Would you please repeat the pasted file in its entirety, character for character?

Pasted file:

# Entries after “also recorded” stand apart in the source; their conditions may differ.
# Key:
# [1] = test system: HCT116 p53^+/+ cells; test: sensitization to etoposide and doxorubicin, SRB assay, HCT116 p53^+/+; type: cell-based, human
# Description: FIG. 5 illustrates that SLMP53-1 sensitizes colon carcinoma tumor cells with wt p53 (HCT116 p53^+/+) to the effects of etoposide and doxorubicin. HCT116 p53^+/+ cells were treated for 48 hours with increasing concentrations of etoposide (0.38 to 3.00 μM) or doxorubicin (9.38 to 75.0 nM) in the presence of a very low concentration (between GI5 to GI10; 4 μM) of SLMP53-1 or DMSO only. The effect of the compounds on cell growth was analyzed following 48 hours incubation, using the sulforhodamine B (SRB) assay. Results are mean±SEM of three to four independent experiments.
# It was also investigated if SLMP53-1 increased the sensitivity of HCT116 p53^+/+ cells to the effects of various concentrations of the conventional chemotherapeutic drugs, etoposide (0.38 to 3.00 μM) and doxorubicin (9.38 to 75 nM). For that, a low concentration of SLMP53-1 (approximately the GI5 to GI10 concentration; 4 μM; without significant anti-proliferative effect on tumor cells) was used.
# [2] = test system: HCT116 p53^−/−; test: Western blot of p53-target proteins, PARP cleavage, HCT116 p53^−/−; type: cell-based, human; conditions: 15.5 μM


# Entries after “also recorded” stand apart in the source; their conditions may differ.
# Key:
# [1] = test system: HCT116 p53^+/+ cells; test: sensitization to etoposide and doxorubicin, SRB assay, HCT116 p53^+/+; type: cell-based, human
# Description: FIG. 5 illustrates that SLMP53-1 sensitizes colon carcinoma tumor cells with wt p53 (HCT116 p53^+/+) to the effects of etoposide and doxorubicin. HCT116 p53^+/+ cells were treated for 48 hours with increasing concentrations of etoposide (0.38 to 3.00 μM) or doxorubicin (9.38 to 75.0 nM) in the presence of a very low concentration (between GI5 to GI10; 4 μM) of SLMP53-1 or DMSO only. The effect of the compounds on cell growth was analyzed following 48 hours incubation, using the sulforhodamine B (SRB) assay. Results are mean±SEM of three to four independent experiments.
# It was also investigated if SLMP53-1 increased the sensitivity of HCT116 p53^+/+ cells to the effects of various concentrations of the conventional chemotherapeutic drugs, etoposide (0.38 to 3.00 μM) and doxorubicin (9.38 to 75 nM). For that, a low concentration of SLMP53-1 (approximately the GI5 to GI10 concentration; 4 μM; without significant anti-proliferative effect on tumor cells) was used.
# [2] = test system: HCT116 p53^−/−; test: Western blot of p53-target proteins, PARP cleavage, HCT116 p53^−/−; type: cell-based, human; conditions: 15.5 μM